Becoming a chartered legal executive lawyer is the only way of becoming a lawyer without a university degree. Mark Morris from legal regulator CILEx, explains what this route involves.
What is a chartered legal executive lawyer?
A chartered legal executive is a qualified lawyer who is trained to specialise in a particular area of law, whereas solicitors have a broader, more general legal training.
Earn and learn
Training as a chartered legal executive lawyer combines working in a legal environment whilst studying for recognised professional qualifications.
Training takes place through the Chartered Institute of Legal Executives (CILEx) who are one of the three main regulators of the legal profession alongside the Bar Council and the Law Society.
The CILEx route is by far the cheapest way to train to be a lawyer. The qualifications cost from £4,500 to £7,500 in total. This covers all exam and study fees, and is spread over the total study time.
The courses are offered at around 80 centres across England and Wales or by distance learning, so you can study at your own pace. It takes a minimum of five years to qualify as a CILEx lawyer.
These are similar to those of solicitors. As a chartered legal executive lawyer you can be a partner in a law firm, represent clients in open court or even be a judge.
Through further training you can become a chartered legal executive advocate. This allows you to undertake a wider range of court work such as civil, criminal and family proceedings before the Magistrates and Crown Courts.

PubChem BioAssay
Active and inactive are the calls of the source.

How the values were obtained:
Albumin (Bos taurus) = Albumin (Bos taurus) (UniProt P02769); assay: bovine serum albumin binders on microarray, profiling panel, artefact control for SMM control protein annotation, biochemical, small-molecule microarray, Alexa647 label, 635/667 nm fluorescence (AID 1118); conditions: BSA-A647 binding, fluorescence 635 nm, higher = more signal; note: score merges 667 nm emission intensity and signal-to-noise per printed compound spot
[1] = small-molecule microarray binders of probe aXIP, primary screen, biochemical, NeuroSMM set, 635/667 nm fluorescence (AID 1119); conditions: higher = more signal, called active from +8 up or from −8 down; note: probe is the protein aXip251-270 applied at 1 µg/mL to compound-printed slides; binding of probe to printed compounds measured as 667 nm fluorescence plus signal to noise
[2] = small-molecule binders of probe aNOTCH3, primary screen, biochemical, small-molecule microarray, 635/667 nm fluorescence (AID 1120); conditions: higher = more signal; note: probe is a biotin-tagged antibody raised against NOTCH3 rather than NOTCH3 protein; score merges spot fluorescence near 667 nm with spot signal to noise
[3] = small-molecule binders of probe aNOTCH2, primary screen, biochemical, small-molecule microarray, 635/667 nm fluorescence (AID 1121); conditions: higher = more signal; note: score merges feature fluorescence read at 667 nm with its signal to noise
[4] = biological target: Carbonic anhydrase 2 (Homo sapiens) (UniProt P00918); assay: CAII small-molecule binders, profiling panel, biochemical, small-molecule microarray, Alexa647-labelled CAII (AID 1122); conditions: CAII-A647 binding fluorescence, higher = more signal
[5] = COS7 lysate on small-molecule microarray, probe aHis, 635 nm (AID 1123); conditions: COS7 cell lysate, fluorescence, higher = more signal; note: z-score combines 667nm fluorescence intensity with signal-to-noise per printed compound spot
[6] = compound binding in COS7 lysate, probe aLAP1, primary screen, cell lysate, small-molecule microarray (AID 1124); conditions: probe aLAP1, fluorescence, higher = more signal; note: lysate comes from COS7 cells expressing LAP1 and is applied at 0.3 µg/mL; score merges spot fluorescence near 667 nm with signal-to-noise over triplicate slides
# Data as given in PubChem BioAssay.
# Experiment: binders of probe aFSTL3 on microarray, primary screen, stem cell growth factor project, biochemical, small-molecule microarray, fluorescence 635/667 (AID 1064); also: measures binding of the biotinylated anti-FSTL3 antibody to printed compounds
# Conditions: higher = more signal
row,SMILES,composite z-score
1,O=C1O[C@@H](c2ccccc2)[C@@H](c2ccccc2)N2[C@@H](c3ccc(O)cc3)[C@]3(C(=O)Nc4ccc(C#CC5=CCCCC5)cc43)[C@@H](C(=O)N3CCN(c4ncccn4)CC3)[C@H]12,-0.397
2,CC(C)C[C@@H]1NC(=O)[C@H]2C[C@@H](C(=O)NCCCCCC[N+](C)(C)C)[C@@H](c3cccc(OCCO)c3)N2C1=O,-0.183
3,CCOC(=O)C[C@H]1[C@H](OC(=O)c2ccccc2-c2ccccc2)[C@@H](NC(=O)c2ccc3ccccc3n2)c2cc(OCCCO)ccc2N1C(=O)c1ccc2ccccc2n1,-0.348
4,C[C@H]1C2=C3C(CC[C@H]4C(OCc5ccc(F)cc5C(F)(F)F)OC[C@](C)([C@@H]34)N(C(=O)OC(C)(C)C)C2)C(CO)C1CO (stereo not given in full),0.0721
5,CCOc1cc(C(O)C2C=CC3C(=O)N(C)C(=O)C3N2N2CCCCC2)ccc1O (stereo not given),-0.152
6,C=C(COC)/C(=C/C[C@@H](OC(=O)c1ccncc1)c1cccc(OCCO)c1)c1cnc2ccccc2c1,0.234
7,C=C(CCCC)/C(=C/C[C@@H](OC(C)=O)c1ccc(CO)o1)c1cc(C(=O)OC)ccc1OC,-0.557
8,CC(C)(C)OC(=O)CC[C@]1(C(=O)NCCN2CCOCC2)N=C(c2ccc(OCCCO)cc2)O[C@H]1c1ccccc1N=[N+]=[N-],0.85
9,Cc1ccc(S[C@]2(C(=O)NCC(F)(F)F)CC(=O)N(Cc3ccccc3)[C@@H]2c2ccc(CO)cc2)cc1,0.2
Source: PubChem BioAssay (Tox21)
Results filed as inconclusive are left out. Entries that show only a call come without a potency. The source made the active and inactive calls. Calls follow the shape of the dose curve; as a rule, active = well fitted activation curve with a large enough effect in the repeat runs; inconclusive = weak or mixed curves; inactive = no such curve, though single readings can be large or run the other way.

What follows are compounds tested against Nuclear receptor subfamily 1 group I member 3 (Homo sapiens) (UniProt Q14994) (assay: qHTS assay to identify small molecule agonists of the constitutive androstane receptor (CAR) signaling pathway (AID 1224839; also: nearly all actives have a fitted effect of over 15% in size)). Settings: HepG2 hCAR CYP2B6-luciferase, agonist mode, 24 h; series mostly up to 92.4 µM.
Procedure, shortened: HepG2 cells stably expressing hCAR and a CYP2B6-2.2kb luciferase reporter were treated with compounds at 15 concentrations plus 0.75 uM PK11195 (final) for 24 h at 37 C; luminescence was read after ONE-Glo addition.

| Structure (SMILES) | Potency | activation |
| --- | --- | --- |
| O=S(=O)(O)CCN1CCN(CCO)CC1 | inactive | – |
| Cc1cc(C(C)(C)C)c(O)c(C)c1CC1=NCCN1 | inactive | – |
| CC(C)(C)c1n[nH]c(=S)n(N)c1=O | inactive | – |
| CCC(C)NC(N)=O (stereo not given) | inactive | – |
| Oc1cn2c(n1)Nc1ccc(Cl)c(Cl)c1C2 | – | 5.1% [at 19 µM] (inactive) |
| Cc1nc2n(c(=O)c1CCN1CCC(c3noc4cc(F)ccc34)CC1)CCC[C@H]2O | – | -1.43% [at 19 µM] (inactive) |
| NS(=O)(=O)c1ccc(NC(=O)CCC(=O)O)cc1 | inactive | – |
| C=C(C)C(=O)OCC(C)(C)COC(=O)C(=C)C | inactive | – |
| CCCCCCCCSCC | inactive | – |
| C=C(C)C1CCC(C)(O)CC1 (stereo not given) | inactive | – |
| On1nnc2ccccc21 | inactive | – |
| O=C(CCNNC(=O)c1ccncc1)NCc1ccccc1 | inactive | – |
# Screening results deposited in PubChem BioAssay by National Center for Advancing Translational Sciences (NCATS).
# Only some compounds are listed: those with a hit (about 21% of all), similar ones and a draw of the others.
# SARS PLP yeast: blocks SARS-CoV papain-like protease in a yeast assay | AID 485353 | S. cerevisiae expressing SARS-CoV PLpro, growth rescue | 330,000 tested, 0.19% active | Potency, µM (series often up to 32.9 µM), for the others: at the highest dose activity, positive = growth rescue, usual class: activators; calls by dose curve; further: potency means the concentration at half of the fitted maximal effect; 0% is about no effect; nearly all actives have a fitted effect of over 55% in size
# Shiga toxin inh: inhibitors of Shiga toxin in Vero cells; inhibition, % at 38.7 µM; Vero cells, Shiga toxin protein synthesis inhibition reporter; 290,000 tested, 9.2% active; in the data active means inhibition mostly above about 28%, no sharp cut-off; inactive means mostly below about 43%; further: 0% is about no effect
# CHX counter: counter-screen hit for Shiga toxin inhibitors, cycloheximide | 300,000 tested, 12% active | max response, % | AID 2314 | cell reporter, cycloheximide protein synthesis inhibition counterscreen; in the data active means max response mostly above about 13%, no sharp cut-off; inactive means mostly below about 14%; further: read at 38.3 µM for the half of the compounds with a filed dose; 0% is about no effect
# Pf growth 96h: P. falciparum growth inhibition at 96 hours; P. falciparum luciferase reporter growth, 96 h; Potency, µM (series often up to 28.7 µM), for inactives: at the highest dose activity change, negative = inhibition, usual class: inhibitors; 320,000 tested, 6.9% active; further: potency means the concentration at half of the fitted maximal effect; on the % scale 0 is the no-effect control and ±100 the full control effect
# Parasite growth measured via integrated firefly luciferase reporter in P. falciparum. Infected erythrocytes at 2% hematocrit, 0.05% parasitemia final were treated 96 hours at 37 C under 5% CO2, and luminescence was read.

Expect to earn £45,000 on average (it can be over £100,000).
How to become a chartered legal executive lawyer
Look for openings in legal firms, especially legal executive trainees or legal apprenticeships. You could also ask if there are any work experience opportunities available.
You can search for opportunities on the CILEx website.
Entry and training
There are different entry points and training depending on your qualifications.
To start training you need a recommended minimum of 4 GCSEs grade C and above. Although it is possible to enter with GCSEs, it is more common for people to start after A-levels. Non law graduates also join at this entry point.
Training comprises three stages:
Stage 1 – CILEx Level 3 Certificate in Law and Practice (equivalent to A-level).
Stage 2 – CILEx Level 6 Professional Higher Diploma in Law and Practice (set and assessed at honours degree level).
Stage 3 – Two years post Level 6 qualifying employment.
If you have a current qualifying law degree as recognised by the Solicitors Regulation Authority (SRA) you are exempt from many of the CILEx qualifications required and you can study the Graduate ‘Fast-Track’ Diploma programme. The Graduate ‘Fast-Track’ Diploma can be studied part time, allowing you to find employment in legal practice whilst studying.